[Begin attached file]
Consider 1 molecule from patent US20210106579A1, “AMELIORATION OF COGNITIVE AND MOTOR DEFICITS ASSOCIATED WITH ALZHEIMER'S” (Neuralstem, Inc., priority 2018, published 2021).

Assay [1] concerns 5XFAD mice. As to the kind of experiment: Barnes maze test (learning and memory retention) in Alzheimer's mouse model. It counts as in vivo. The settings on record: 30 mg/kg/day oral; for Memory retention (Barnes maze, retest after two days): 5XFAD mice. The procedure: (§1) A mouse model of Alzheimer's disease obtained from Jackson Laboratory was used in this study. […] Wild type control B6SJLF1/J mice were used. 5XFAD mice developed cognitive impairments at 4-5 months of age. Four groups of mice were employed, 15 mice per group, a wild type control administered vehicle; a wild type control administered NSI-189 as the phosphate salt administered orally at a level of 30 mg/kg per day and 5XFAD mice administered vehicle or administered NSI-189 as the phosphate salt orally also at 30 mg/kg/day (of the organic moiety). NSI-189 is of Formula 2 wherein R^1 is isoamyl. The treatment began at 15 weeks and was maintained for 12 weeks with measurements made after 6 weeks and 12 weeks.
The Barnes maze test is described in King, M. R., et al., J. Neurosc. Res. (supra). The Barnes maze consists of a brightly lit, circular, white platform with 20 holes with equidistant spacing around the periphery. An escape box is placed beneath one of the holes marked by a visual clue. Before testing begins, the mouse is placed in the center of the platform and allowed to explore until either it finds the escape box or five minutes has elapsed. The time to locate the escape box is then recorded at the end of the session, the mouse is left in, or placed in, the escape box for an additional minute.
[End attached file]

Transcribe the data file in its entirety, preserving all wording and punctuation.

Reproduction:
Consider 1 molecule from patent US20210106579A1, “AMELIORATION OF COGNITIVE AND MOTOR DEFICITS ASSOCIATED WITH ALZHEIMER'S” (Neuralstem, Inc., priority 2018, published 2021).

Assay [1] concerns 5XFAD mice. As to the kind of experiment: Barnes maze test (learning and memory retention) in Alzheimer's mouse model. It counts as in vivo. The settings on record: 30 mg/kg/day oral; for Memory retention (Barnes maze, retest after two days): 5XFAD mice. The procedure: (§1) A mouse model of Alzheimer's disease obtained from Jackson Laboratory was used in this study. […] Wild type control B6SJLF1/J mice were used. 5XFAD mice developed cognitive impairments at 4-5 months of age. Four groups of mice were employed, 15 mice per group, a wild type control administered vehicle; a wild type control administered NSI-189 as the phosphate salt administered orally at a level of 30 mg/kg per day and 5XFAD mice administered vehicle or administered NSI-189 as the phosphate salt orally also at 30 mg/kg/day (of the organic moiety). NSI-189 is of Formula 2 wherein R^1 is isoamyl. The treatment began at 15 weeks and was maintained for 12 weeks with measurements made after 6 weeks and 12 weeks.
The Barnes maze test is described in King, M. R., et al., J. Neurosc. Res. (supra). The Barnes maze consists of a brightly lit, circular, white platform with 20 holes with equidistant spacing around the periphery. An escape box is placed beneath one of the holes marked by a visual clue. Before testing begins, the mouse is placed in the center of the platform and allowed to explore until either it finds the escape box or five minutes has elapsed. The time to locate the escape box is then recorded at the end of the session, the mouse is left in, or placed in, the escape box for an additional minute.